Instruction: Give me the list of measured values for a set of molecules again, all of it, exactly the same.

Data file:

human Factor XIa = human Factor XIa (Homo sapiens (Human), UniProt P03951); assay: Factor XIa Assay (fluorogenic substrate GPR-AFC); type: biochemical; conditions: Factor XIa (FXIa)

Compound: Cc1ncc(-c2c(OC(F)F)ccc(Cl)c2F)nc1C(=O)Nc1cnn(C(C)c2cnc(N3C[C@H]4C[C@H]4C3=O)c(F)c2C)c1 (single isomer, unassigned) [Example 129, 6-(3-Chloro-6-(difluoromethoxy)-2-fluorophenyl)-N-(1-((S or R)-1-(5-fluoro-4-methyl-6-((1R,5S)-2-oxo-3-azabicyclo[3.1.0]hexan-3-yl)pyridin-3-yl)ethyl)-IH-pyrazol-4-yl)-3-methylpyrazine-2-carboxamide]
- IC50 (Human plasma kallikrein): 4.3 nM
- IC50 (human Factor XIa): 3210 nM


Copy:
human Factor XIa = human Factor XIa (Homo sapiens (Human), UniProt P03951); assay: Factor XIa Assay (fluorogenic substrate GPR-AFC); type: biochemical; conditions: Factor XIa (FXIa)

Compound: Cc1ncc(-c2c(OC(F)F)ccc(Cl)c2F)nc1C(=O)Nc1cnn(C(C)c2cnc(N3C[C@H]4C[C@H]4C3=O)c(F)c2C)c1 (single isomer, unassigned) [Example 129, 6-(3-Chloro-6-(difluoromethoxy)-2-fluorophenyl)-N-(1-((S or R)-1-(5-fluoro-4-methyl-6-((1R,5S)-2-oxo-3-azabicyclo[3.1.0]hexan-3-yl)pyridin-3-yl)ethyl)-IH-pyrazol-4-yl)-3-methylpyrazine-2-carboxamide]
- IC50 (Human plasma kallikrein): 4.3 nM
- IC50 (human Factor XIa): 3210 nM